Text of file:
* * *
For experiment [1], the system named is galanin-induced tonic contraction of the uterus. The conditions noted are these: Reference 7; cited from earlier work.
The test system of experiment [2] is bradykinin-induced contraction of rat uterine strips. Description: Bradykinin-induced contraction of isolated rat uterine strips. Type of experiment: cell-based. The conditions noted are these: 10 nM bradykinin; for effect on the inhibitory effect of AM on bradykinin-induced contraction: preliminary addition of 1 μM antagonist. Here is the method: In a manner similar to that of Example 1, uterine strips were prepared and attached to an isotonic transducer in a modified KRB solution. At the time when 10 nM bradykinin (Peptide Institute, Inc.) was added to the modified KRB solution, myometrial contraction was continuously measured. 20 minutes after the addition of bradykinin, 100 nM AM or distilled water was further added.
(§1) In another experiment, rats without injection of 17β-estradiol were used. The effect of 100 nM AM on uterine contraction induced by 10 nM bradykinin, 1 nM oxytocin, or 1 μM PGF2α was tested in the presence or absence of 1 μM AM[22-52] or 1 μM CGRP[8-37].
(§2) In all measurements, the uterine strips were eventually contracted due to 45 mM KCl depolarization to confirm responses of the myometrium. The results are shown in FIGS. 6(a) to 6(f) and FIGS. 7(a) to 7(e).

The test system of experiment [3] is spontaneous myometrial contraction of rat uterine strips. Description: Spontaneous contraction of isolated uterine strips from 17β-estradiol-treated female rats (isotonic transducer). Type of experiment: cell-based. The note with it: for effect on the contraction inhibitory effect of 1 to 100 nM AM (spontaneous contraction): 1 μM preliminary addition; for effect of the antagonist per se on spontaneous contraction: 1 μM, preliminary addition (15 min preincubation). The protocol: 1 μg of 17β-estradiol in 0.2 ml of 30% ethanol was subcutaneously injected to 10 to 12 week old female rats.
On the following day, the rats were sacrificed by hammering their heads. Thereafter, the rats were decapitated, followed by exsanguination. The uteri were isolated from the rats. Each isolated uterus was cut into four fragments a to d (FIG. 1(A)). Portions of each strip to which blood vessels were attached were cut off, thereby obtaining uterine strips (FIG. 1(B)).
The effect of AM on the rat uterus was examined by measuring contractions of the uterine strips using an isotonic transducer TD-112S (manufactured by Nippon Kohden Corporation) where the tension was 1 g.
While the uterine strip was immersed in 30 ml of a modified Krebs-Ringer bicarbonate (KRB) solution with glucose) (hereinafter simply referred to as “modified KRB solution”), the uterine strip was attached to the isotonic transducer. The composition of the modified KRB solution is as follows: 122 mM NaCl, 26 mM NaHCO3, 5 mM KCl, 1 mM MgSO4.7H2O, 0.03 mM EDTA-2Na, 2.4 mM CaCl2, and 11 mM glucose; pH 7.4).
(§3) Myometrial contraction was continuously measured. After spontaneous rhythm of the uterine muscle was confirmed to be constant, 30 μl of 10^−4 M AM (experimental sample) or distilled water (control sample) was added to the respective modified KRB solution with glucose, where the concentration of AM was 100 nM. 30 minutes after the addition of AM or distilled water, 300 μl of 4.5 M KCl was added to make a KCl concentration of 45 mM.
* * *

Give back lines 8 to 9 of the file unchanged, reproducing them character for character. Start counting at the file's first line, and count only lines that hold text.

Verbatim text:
While the uterine strip was immersed in 30 ml of a modified Krebs-Ringer bicarbonate (KRB) solution with glucose) (hereinafter simply referred to as “modified KRB solution”), the uterine strip was attached to the isotonic transducer. The composition of the modified KRB solution is as follows: 122 mM NaCl, 26 mM NaHCO3, 5 mM KCl, 1 mM MgSO4.7H2O, 0.03 mM EDTA-2Na, 2.4 mM CaCl2, and 11 mM glucose; pH 7.4).
(§3) Myometrial contraction was continuously measured. After spontaneous rhythm of the uterine muscle was confirmed to be constant, 30 μl of 10^−4 M AM (experimental sample) or distilled water (control sample) was added to the respective modified KRB solution with glucose, where the concentration of AM was 100 nM. 30 minutes after the addition of AM or distilled water, 300 μl of 4.5 M KCl was added to make a KCl concentration of 45 mM.